Brands that strive to show a human side have greater success in building trust and creating more authentic and valuable connections with consumers, brand strategy and design firm Lippincott reveals in a new study.
The results from the research, reported by Marketing Week, point to a major shift in the consumer-brand relationship that makes it necessary for today’s brands to establish customer-driven organizational values and commitments.
In its report “The Human Era,” which builds on responses from 5,000 consumers regarding 300 brands, Lippincott says that successful human era brands are those that are open, real, and to some extent, flawed. Brands should demonstrate customer empathy, talk, and even act like people; they should be fresh, exciting, and care about little things. Human era brands are more likely to build relationships where they view consumers as individuals and respond in a more transparent and personal manner – traits that people crave the most.
According to the firm’s Human Era Index for the United Kingdom, Emirates airlines ranked first in the top 10 brands that showed human values; the airline was given the maximum possible rating of 10 on a scale of 1 to 10. Next on the list was another airline, Virgin Atlantic, which received a score of 9.8, followed by retailer John Lewis with an 8.8 result. YO! Sushi excelled in the restaurant industry, landing fourth on Lippincott’s list with a rating of 8.4, and audio equipment provider Bose came in fifth after receiving a 7.8 mark for its human approach. Technology giant Apple came close behind with a 7.4 score. Samsung occupied the seventh position with restaurant chain Wagamama, financial services provider Nationwide, and supermarkets Waitrose completing the top 10.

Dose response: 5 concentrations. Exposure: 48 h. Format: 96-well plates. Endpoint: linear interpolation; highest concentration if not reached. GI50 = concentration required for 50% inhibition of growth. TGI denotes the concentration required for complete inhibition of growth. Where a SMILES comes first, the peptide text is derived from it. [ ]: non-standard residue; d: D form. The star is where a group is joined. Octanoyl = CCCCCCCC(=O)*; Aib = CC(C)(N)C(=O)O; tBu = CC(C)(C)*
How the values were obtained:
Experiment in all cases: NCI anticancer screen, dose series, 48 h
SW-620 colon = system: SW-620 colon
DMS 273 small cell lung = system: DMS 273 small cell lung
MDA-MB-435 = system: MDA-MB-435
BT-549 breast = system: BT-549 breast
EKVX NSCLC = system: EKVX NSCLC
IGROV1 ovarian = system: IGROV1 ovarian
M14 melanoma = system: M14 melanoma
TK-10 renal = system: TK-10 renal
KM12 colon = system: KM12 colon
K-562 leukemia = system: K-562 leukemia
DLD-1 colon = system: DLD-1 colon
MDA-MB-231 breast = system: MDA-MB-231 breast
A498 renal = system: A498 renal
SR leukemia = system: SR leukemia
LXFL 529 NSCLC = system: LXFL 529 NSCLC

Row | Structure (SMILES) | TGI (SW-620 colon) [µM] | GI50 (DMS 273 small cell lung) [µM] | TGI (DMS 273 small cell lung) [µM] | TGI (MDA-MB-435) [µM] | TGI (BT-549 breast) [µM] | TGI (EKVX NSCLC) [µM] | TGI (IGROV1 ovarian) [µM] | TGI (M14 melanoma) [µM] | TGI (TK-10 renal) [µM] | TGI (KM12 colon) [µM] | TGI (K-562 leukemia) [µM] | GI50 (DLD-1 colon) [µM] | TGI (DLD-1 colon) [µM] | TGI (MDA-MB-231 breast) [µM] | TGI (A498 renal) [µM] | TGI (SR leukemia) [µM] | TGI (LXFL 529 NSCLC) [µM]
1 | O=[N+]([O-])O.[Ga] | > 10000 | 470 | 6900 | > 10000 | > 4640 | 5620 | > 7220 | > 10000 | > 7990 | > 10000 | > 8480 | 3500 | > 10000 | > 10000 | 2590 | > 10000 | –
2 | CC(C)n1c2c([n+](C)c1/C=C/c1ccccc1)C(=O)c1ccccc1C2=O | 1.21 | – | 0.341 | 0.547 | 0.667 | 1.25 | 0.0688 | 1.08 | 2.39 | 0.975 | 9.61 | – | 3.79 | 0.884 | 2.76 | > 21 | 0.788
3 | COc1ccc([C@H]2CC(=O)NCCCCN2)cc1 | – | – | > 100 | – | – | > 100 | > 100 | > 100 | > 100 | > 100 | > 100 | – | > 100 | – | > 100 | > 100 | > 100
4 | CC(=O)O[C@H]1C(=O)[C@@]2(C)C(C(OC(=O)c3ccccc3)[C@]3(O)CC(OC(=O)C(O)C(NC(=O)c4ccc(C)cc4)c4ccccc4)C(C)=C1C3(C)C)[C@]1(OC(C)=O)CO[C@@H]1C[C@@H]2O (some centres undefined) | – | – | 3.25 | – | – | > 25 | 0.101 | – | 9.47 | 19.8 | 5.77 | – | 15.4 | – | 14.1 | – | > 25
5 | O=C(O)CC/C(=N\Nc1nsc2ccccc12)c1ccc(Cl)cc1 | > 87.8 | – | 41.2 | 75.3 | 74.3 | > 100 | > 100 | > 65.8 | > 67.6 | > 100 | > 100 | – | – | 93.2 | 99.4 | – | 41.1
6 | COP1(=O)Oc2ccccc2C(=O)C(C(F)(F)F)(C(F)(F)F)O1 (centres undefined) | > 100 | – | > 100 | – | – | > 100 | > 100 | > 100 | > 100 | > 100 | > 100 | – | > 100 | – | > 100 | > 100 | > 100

How does your brand score in the human era?